Hypomaturation enamel defects in Klk4 knockout/LacZ knockin mice.

 Back to publications


J Biol Chem 2009 Jul 10;284(28):19110-21. Epub 2009 Ma

Hypomaturation enamel defects in Klk4 knockout/LacZ knockin mice.

Hu, JC.;Hu, Y;Lertlam, R;Simmer, JP;Yamakoshi, Y

Department of Biologic and Materials Sciences, University of Michigan School of Dentistry, Ann Arbor, Michigan 48108, USA.

Service type: Knock-in mice


Kallikrein 4 (Klk4) is believed to play an essential role in enamel biomineralization, because defects in KLK4 cause hypomaturation amelogenesis imperfecta. We used gene targeting to generate a knockin mouse that replaces the Klk4 gene sequence, starting at the translation initiation site, with a lacZ reporter gene. Correct targeting of the transgene was confirmed by Southern blot and PCR analyses. Histochemical X-gal (5-bromo-4-chloro-3-indolyl-beta-d-galactopyranoside) staining demonstrated expression of beta-galactosidase in maturation stage ameloblasts. No X-gal staining was observed in secretory stage ameloblasts or in odontoblasts. Retained enamel proteins were observed in the maturation stage enamel of the Klk4 null mouse, but not in the Klk4 heterozygous or wild-type mice. The enamel layer in the Klk4 null mouse was normal in thickness and contained decussating enamel rods but was rapidly abraded following weaning, despite the mice being maintained on soft chow. In function the enamel readily fractured within the initial rod and interrod enamel above the parallel enamel covering the dentino-enamel junction. Despite the lack of Klk4 and the retention of enamel proteins, significant levels of crystal maturation occurred (although delayed), and the enamel achieved a mineral density in some places greater than that detected in bone and dentin. An important finding was that individual enamel crystallites of erupted teeth failed to grow together, interlock, and function as a unit. Instead, individual crystallites seemed to spill out of the enamel when fractured. These results demonstrate that Klk4 is essential for the removal of enamel proteins and the proper maturation of enamel crystals.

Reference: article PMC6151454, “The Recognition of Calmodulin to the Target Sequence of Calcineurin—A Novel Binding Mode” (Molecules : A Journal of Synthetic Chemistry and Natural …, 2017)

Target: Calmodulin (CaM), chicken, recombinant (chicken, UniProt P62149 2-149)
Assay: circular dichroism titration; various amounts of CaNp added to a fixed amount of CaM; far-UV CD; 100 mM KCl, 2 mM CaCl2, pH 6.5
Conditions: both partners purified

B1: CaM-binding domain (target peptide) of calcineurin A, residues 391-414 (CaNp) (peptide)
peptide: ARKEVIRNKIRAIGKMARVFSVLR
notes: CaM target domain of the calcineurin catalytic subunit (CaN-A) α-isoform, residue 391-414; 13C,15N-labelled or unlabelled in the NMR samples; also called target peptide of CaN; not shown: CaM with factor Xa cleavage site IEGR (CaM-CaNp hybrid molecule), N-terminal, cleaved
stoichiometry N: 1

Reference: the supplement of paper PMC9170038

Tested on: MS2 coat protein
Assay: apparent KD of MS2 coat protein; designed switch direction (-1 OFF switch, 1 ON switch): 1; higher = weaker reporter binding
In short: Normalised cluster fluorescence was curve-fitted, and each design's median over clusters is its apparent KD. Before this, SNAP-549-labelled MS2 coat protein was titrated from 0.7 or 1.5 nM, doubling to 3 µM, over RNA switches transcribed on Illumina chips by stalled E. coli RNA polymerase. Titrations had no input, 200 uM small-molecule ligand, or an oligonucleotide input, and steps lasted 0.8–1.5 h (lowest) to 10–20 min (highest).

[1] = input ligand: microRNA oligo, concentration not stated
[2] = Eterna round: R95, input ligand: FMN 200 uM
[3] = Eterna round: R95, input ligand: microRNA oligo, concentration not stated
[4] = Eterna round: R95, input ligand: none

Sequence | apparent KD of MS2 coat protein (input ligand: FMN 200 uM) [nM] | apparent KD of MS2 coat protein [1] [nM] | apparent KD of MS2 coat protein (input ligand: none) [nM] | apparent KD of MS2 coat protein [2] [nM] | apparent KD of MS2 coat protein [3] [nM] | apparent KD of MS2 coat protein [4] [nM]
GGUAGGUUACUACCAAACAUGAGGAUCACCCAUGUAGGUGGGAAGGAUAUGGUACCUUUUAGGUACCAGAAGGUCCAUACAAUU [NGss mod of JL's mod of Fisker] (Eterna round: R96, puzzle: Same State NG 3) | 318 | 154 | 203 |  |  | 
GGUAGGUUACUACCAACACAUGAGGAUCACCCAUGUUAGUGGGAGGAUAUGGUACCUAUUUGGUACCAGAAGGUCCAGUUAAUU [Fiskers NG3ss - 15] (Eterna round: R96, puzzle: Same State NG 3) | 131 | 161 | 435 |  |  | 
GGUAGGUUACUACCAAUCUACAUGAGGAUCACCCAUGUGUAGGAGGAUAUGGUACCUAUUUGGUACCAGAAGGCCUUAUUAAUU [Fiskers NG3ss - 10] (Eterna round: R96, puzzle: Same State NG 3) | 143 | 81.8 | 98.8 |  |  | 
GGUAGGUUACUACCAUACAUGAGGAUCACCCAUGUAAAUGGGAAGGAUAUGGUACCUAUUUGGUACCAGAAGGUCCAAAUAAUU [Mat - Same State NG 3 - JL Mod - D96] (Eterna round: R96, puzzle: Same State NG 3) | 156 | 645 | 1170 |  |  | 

View Publication